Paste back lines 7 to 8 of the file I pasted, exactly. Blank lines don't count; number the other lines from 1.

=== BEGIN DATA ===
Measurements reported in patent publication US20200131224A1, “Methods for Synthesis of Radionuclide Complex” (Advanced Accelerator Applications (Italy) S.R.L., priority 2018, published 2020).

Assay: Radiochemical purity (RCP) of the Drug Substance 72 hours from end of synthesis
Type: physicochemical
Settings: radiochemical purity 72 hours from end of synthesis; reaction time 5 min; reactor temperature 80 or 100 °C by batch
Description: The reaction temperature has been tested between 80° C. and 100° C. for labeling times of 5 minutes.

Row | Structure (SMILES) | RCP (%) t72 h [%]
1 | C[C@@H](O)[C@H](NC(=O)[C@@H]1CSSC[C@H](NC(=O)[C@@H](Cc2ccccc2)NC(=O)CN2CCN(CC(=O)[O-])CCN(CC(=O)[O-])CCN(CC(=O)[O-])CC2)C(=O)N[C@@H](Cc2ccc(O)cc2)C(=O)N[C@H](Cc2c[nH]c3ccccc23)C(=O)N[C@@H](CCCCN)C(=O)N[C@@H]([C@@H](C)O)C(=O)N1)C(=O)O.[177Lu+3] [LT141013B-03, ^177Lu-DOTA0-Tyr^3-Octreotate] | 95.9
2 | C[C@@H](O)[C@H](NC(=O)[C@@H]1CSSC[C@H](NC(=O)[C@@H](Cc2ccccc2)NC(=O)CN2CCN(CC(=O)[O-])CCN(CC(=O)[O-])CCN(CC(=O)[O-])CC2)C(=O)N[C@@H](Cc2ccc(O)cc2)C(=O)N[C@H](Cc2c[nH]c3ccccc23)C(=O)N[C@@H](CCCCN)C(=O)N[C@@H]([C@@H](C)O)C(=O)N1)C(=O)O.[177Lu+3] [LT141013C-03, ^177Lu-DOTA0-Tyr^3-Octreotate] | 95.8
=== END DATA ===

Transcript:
1 | C[C@@H](O)[C@H](NC(=O)[C@@H]1CSSC[C@H](NC(=O)[C@@H](Cc2ccccc2)NC(=O)CN2CCN(CC(=O)[O-])CCN(CC(=O)[O-])CCN(CC(=O)[O-])CC2)C(=O)N[C@@H](Cc2ccc(O)cc2)C(=O)N[C@H](Cc2c[nH]c3ccccc23)C(=O)N[C@@H](CCCCN)C(=O)N[C@@H]([C@@H](C)O)C(=O)N1)C(=O)O.[177Lu+3] [LT141013B-03, ^177Lu-DOTA0-Tyr^3-Octreotate] | 95.9
2 | C[C@@H](O)[C@H](NC(=O)[C@@H]1CSSC[C@H](NC(=O)[C@@H](Cc2ccccc2)NC(=O)CN2CCN(CC(=O)[O-])CCN(CC(=O)[O-])CCN(CC(=O)[O-])CC2)C(=O)N[C@@H](Cc2ccc(O)cc2)C(=O)N[C@H](Cc2c[nH]c3ccccc23)C(=O)N[C@@H](CCCCN)C(=O)N[C@@H]([C@@H](C)O)C(=O)N1)C(=O)O.[177Lu+3] [LT141013C-03, ^177Lu-DOTA0-Tyr^3-Octreotate] | 95.8